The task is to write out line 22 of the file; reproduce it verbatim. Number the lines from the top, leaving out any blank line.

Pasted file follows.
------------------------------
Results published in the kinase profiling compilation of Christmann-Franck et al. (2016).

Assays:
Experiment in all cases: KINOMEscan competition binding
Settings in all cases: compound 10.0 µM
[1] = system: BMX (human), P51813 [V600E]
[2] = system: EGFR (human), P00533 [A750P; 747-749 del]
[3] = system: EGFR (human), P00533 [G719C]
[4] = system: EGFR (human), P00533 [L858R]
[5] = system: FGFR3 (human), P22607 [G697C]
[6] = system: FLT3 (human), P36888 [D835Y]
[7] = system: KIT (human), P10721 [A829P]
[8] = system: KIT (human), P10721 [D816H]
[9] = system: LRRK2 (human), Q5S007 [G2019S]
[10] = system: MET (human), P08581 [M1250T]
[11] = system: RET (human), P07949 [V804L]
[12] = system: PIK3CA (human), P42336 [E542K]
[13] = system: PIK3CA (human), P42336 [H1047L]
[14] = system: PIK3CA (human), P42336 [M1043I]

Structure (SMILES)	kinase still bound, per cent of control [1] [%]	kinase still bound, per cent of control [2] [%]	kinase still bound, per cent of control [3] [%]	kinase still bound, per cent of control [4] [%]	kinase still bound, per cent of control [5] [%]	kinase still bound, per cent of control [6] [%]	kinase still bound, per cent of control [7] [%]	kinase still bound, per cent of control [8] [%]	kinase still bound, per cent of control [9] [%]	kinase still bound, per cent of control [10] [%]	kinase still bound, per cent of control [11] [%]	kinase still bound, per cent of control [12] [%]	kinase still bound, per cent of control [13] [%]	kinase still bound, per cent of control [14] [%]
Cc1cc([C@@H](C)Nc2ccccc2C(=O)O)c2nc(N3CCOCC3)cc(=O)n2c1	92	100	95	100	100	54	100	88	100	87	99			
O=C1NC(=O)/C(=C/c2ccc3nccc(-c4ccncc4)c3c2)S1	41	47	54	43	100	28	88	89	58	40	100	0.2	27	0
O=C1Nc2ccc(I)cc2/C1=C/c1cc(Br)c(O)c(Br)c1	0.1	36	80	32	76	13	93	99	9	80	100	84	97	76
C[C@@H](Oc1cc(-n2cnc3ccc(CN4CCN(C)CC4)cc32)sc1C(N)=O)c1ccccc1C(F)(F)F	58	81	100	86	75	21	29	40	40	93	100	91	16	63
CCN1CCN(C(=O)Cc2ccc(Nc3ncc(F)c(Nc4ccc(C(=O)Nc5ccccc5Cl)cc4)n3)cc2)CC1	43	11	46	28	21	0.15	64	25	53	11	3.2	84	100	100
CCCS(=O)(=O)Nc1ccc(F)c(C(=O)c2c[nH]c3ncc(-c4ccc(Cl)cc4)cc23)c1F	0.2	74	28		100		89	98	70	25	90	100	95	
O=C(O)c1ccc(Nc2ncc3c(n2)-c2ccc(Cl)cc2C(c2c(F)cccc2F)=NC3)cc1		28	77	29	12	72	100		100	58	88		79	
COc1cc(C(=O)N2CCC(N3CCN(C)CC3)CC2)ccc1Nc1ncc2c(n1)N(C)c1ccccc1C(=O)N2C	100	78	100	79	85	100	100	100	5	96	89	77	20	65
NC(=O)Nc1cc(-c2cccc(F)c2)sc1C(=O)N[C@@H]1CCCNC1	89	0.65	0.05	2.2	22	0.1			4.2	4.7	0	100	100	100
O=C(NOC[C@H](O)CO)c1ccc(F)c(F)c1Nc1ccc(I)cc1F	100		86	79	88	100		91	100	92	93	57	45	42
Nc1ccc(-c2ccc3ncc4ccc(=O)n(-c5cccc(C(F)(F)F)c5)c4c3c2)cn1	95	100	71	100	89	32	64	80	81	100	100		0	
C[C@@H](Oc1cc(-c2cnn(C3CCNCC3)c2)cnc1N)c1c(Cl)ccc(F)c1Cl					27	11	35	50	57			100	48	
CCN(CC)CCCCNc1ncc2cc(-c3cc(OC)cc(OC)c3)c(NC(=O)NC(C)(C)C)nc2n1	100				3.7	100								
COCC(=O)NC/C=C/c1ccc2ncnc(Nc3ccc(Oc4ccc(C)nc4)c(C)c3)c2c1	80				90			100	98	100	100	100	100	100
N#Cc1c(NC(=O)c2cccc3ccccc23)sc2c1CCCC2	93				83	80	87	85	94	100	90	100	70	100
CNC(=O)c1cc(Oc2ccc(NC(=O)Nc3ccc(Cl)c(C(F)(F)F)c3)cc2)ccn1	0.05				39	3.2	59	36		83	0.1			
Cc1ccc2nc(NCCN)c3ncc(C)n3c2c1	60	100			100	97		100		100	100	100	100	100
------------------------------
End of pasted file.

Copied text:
O=C1Nc2ccc(I)cc2/C1=C/c1cc(Br)c(O)c(Br)c1	0.1	36	80	32	76	13	93	99	9	80	100	84	97	76